The North American Church is finding itself in an odd position, where it is now receiving missionaries from the countries it once sent missionaries to. With this shifting of the "Christian center of gravity" away from the West, what role should the North American Church – with the U.S. still ranked as the top missionary-sending country in world history – now play in global mission?
Paul Borthwick, who teaches missions at Gordon College in Wenham, Mass., and is a senior consultant for Development Associates International, explores this difficult question in his latest book, Western Christians in Global Mission: What's the Role of the North American Church?
Far from giving readers an easy answer, Borthwick takes them through nearly 100 pages of context, including statistics on the astounding growth of Christianity in Africa (11.7 million Christians in Africa in 1910 compared to 495 million Christians in 2010), a nine-point "State of the World" report, and an assessment of the North American Church.
Borthwick acknowledges in an interview with The Christian Post that some readers might be "impatient" with his book because it does not lay out "10 steps" that the North American Church needs to fulfill in global missions. Instead he offers a flexible answer to the question posed in the book's title.
"It's all about relationships and it depends," Borthwick told CP. "I think the USA church might be essential in pioneering situations and might be best just doing funding in other situations," said the missions expert who once led a megachurch's missions program that had nearly a million-dollar budget. "We might be good at cooperating and teaching theological education, and in other situation we'd be better off providing the funding for people to produce their own locally oriented books."
Understanding the History of Mission
Perhaps one of the most valuable information that the book offers to the lay Christian reader is helping them understand the heart of mission. Borthwick shares in the chapter called "Where Are We Now?" that African Christian leaders teach new believers about the sacrifices of early European missionaries.
"They (European missionaries who came to Ghana in 19th century) came with their earthly belongings packed in their own coffins, because they knew they would die there. Some 60 percent of those pioneers died in their first two years of service in Ghana, but they planted the seed of the gospel. The conference leaders wanted to remind these students that they were the fruit of those missionary's sacrifice," writes Borthwick.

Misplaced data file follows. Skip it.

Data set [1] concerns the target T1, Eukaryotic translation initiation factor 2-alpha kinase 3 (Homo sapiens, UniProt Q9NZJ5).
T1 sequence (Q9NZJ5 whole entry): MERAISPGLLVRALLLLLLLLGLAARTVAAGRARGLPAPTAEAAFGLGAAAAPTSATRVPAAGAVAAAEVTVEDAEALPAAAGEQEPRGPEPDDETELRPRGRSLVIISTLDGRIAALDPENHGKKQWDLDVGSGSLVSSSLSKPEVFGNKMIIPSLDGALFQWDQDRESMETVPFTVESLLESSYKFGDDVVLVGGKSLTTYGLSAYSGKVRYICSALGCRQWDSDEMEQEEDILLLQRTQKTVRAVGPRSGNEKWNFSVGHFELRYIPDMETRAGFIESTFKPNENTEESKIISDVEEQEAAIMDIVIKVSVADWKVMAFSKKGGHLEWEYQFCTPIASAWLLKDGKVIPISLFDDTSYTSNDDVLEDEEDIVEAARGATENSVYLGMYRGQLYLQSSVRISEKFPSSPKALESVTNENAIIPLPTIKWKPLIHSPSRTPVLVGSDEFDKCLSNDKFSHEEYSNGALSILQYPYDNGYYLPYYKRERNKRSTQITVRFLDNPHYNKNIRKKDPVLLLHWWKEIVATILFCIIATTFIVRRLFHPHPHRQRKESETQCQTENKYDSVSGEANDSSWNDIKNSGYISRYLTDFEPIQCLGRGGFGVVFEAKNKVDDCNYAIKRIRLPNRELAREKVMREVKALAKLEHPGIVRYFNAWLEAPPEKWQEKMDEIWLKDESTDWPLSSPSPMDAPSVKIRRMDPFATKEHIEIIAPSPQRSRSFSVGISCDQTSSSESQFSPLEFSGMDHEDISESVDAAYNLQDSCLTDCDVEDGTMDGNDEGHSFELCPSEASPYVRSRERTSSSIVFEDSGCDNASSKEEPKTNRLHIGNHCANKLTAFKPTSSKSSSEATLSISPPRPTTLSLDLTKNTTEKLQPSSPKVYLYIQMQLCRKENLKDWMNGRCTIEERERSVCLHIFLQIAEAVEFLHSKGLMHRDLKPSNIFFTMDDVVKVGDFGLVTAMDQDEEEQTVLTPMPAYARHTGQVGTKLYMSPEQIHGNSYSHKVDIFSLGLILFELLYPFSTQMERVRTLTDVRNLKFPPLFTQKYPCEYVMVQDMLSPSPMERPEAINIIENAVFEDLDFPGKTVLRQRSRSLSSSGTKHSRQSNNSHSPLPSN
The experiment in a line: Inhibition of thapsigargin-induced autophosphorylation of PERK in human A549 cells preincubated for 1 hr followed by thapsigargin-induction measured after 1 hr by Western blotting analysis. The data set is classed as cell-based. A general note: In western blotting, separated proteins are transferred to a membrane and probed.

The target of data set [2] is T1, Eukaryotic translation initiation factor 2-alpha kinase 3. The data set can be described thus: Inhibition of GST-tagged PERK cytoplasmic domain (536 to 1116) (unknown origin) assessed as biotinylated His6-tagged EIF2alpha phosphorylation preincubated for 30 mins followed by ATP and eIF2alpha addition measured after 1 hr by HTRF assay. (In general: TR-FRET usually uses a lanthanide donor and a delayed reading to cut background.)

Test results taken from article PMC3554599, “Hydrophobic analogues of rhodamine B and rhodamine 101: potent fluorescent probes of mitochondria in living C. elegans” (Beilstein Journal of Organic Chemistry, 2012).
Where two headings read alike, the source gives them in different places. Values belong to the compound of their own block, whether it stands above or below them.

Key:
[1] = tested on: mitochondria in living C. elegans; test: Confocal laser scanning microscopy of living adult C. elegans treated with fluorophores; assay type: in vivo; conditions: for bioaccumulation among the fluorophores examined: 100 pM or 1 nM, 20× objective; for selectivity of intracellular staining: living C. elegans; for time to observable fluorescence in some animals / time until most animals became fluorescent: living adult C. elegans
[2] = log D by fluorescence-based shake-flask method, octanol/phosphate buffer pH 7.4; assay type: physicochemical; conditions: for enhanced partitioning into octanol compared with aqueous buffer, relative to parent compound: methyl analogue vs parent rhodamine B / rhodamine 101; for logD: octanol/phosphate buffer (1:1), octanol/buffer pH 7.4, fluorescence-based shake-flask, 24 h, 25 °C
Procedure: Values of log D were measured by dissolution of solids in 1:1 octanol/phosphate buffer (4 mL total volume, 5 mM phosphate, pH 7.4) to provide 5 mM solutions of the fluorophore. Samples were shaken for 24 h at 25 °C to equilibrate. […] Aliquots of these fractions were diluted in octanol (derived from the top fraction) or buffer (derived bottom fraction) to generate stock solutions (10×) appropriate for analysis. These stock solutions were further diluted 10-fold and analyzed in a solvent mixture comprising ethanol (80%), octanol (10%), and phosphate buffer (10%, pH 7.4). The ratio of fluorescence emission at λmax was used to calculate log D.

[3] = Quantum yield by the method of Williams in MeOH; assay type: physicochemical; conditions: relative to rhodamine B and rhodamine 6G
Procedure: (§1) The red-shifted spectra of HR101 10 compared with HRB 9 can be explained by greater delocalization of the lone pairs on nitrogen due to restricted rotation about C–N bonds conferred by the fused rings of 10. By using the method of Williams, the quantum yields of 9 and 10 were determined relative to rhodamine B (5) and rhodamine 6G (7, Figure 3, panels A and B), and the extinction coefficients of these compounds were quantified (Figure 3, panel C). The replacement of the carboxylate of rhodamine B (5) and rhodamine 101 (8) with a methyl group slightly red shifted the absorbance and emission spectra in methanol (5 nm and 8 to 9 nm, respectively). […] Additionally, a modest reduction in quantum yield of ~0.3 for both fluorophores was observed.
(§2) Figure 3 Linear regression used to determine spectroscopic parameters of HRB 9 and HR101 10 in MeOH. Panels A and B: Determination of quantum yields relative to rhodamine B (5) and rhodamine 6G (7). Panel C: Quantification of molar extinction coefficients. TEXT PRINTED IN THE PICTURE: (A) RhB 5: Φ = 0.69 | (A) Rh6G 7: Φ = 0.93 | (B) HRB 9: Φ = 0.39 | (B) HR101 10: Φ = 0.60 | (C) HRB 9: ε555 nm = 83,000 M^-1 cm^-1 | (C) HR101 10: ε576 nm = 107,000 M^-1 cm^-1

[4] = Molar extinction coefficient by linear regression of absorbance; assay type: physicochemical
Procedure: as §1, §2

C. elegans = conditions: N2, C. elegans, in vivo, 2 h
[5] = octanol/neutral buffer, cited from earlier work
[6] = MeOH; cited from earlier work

The well-traveled missions expert also shares stories about the zeal of modern-day missionaries from Africa, Asia and Latin America – where Christianity is currently growing exponentially.
"I wish you had joined me at a conference related to an African church that gives 80 percent of its budget to crosscultural missions…," Borthwick writes in the chapter titled "An Appraisal of the Majority World Church."
He writes that at a conference he atttended, it's normal to hear "an appeal for people to go as crosscultural pioneer missionaries to Guinea-Bissau – for a minimum of fifteen years!"
Meanwhile, the house church movement in China is calling for 100,000 Chinese missionaries to join an initiative "to take the gospel across the Buddhist, Hindu and Muslim world and 'back to Jerusalem.'" The Chinese leaders are expecting that tens of thousands of Chinese missionaries will be martyred by answering this call.
"What a contrast to our North American context, in which our first question before we go is often, 'Is it safe there?' While we buy insurance plans with evacuation policies, the Chinese leaders call for a 10 percent martyrdom rate. Rugged faith indeed!"
Missionaries From Everywhere to Anywhere
Although Western nations have for a long time been the dominant missionary-sending countries, today it's Nigerian, Brazilian, South Korean (South Korea – about the size of Indiana – is the second most missionary-sending country, behind the U.S.) Christian missionaries who are being sent out, including to Europe and the United States, to make disciples of Jesus.
It is this realization, "the church going from everywhere to anywhere," that caused Borthwick to break down his "American-centric" worldview of missions.